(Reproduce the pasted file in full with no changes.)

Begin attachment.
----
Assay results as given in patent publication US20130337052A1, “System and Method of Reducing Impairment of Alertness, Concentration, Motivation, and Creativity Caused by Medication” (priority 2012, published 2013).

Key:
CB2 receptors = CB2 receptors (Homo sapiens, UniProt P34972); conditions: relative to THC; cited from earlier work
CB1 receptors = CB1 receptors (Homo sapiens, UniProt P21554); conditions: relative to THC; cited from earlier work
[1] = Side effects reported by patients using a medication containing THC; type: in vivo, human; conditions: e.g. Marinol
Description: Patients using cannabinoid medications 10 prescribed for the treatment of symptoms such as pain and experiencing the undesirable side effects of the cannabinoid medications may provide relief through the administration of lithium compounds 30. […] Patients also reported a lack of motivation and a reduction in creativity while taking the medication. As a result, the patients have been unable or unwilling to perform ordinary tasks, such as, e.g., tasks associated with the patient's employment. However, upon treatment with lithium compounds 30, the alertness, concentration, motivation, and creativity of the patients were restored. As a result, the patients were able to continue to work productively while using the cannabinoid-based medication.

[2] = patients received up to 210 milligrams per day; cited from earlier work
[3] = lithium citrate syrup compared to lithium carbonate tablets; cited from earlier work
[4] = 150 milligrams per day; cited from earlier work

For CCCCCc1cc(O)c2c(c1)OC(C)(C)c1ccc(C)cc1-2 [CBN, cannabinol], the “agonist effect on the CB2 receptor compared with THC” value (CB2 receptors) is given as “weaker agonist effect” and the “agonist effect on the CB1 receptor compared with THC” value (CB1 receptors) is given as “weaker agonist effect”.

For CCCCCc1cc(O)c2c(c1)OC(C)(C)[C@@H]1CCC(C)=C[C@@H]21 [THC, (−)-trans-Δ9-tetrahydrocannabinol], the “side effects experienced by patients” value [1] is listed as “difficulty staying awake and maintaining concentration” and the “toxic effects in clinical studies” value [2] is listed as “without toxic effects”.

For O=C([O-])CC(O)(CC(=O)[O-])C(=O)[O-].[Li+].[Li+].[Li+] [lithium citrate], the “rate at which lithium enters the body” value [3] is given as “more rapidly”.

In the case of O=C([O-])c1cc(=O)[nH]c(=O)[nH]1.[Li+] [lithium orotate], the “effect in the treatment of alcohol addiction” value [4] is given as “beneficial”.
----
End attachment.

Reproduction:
Assay results as given in patent publication US20130337052A1, “System and Method of Reducing Impairment of Alertness, Concentration, Motivation, and Creativity Caused by Medication” (priority 2012, published 2013).

Key:
CB2 receptors = CB2 receptors (Homo sapiens, UniProt P34972); conditions: relative to THC; cited from earlier work
CB1 receptors = CB1 receptors (Homo sapiens, UniProt P21554); conditions: relative to THC; cited from earlier work
[1] = Side effects reported by patients using a medication containing THC; type: in vivo, human; conditions: e.g. Marinol
Description: Patients using cannabinoid medications 10 prescribed for the treatment of symptoms such as pain and experiencing the undesirable side effects of the cannabinoid medications may provide relief through the administration of lithium compounds 30. […] Patients also reported a lack of motivation and a reduction in creativity while taking the medication. As a result, the patients have been unable or unwilling to perform ordinary tasks, such as, e.g., tasks associated with the patient's employment. However, upon treatment with lithium compounds 30, the alertness, concentration, motivation, and creativity of the patients were restored. As a result, the patients were able to continue to work productively while using the cannabinoid-based medication.

[2] = patients received up to 210 milligrams per day; cited from earlier work
[3] = lithium citrate syrup compared to lithium carbonate tablets; cited from earlier work
[4] = 150 milligrams per day; cited from earlier work

For CCCCCc1cc(O)c2c(c1)OC(C)(C)c1ccc(C)cc1-2 [CBN, cannabinol], the “agonist effect on the CB2 receptor compared with THC” value (CB2 receptors) is given as “weaker agonist effect” and the “agonist effect on the CB1 receptor compared with THC” value (CB1 receptors) is given as “weaker agonist effect”.

For CCCCCc1cc(O)c2c(c1)OC(C)(C)[C@@H]1CCC(C)=C[C@@H]21 [THC, (−)-trans-Δ9-tetrahydrocannabinol], the “side effects experienced by patients” value [1] is listed as “difficulty staying awake and maintaining concentration” and the “toxic effects in clinical studies” value [2] is listed as “without toxic effects”.

For O=C([O-])CC(O)(CC(=O)[O-])C(=O)[O-].[Li+].[Li+].[Li+] [lithium citrate], the “rate at which lithium enters the body” value [3] is given as “more rapidly”.

In the case of O=C([O-])c1cc(=O)[nH]c(=O)[nH]1.[Li+] [lithium orotate], the “effect in the treatment of alcohol addiction” value [4] is given as “beneficial”.